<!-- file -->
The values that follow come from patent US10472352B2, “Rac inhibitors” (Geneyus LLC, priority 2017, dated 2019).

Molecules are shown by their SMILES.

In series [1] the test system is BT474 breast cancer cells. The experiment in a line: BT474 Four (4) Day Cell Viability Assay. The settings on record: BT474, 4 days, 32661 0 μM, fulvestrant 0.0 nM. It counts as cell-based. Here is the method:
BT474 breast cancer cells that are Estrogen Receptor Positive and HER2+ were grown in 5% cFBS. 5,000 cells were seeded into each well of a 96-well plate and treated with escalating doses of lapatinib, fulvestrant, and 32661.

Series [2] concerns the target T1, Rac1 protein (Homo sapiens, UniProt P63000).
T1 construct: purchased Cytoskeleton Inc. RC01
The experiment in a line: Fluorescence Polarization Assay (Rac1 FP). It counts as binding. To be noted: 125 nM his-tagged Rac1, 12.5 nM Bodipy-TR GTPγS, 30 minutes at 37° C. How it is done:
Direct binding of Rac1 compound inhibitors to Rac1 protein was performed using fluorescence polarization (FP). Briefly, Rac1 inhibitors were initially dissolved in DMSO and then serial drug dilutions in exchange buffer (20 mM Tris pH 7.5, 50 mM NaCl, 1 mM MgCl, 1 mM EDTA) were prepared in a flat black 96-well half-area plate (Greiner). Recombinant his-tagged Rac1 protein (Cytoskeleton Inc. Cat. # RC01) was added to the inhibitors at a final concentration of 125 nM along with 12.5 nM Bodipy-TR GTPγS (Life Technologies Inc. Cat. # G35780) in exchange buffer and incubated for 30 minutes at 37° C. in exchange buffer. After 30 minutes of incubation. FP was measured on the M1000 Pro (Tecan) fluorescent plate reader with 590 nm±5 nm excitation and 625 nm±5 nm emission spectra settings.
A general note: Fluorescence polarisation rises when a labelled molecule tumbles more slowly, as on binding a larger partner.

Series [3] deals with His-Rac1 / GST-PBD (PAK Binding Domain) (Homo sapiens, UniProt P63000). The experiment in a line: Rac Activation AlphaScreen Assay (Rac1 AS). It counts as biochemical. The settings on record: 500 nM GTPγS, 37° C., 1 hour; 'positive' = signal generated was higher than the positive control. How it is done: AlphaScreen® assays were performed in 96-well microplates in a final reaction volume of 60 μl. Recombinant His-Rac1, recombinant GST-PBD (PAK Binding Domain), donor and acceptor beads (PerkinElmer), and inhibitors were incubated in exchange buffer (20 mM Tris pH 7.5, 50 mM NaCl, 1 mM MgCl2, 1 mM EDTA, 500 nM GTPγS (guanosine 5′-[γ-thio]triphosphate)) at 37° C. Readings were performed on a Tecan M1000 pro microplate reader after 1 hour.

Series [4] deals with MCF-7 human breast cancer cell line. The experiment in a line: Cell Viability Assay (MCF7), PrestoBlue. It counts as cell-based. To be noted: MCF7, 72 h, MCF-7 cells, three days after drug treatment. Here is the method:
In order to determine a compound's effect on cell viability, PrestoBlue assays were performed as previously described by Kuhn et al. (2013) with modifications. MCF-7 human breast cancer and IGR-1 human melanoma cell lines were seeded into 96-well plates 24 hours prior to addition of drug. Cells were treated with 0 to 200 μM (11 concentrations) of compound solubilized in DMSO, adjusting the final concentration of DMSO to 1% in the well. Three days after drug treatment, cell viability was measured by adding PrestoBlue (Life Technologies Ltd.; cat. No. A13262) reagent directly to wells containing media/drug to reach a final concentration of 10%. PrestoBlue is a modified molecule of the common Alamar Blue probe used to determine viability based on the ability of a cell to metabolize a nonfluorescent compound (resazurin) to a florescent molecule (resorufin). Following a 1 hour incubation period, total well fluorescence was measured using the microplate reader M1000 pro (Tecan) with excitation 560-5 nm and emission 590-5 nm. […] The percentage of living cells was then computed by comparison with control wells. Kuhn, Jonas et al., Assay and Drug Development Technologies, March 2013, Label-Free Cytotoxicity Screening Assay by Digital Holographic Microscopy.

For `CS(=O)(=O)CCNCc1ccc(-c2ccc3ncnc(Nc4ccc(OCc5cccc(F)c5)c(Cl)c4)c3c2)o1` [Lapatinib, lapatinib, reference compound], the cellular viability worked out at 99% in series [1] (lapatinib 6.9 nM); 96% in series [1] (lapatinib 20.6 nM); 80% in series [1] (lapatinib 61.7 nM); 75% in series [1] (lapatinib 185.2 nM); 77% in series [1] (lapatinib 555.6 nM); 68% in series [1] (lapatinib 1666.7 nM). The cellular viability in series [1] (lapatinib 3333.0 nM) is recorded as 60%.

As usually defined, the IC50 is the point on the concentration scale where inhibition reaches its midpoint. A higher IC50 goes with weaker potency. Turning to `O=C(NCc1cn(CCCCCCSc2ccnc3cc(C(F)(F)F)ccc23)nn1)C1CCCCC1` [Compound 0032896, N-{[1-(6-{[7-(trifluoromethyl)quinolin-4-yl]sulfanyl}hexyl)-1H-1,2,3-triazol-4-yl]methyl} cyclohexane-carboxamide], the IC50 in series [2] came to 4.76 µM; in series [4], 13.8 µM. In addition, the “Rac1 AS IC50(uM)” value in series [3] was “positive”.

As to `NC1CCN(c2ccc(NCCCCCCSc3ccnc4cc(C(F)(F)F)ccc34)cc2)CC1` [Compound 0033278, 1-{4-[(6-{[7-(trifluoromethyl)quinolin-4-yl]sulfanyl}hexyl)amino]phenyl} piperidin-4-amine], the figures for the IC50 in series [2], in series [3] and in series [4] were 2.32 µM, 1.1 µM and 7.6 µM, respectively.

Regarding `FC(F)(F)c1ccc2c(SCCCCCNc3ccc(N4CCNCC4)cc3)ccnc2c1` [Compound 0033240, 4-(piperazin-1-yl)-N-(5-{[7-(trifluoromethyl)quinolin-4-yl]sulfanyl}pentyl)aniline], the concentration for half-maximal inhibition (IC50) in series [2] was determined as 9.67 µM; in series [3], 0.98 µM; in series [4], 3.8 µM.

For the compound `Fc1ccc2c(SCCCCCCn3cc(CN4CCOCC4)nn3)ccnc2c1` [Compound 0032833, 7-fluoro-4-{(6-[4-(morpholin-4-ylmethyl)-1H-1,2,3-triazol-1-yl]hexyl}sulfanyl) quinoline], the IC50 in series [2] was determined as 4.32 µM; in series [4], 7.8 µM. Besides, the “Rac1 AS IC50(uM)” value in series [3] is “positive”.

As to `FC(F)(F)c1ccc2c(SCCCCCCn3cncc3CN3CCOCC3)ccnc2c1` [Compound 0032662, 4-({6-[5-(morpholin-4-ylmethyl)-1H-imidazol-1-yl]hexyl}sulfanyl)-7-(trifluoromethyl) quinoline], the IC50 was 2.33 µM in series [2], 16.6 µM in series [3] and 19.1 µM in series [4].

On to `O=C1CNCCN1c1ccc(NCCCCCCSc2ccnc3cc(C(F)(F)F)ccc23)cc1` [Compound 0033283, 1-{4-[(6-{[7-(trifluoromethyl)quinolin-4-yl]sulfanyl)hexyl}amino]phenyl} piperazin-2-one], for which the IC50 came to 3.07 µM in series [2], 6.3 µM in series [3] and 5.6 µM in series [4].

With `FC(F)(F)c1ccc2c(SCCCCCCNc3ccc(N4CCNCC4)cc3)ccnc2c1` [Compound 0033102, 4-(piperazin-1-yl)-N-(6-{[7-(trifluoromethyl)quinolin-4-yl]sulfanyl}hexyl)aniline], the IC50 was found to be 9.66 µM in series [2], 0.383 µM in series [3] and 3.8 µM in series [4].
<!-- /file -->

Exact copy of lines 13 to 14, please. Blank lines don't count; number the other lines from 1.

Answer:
For `CS(=O)(=O)CCNCc1ccc(-c2ccc3ncnc(Nc4ccc(OCc5cccc(F)c5)c(Cl)c4)c3c2)o1` [Lapatinib, lapatinib, reference compound], the cellular viability worked out at 99% in series [1] (lapatinib 6.9 nM); 96% in series [1] (lapatinib 20.6 nM); 80% in series [1] (lapatinib 61.7 nM); 75% in series [1] (lapatinib 185.2 nM); 77% in series [1] (lapatinib 555.6 nM); 68% in series [1] (lapatinib 1666.7 nM). The cellular viability in series [1] (lapatinib 3333.0 nM) is recorded as 60%.

As usually defined, the IC50 is the point on the concentration scale where inhibition reaches its midpoint. A higher IC50 goes with weaker potency. Turning to `O=C(NCc1cn(CCCCCCSc2ccnc3cc(C(F)(F)F)ccc23)nn1)C1CCCCC1` [Compound 0032896, N-{[1-(6-{[7-(trifluoromethyl)quinolin-4-yl]sulfanyl}hexyl)-1H-1,2,3-triazol-4-yl]methyl} cyclohexane-carboxamide], the IC50 in series [2] came to 4.76 µM; in series [4], 13.8 µM. In addition, the “Rac1 AS IC50(uM)” value in series [3] was “positive”.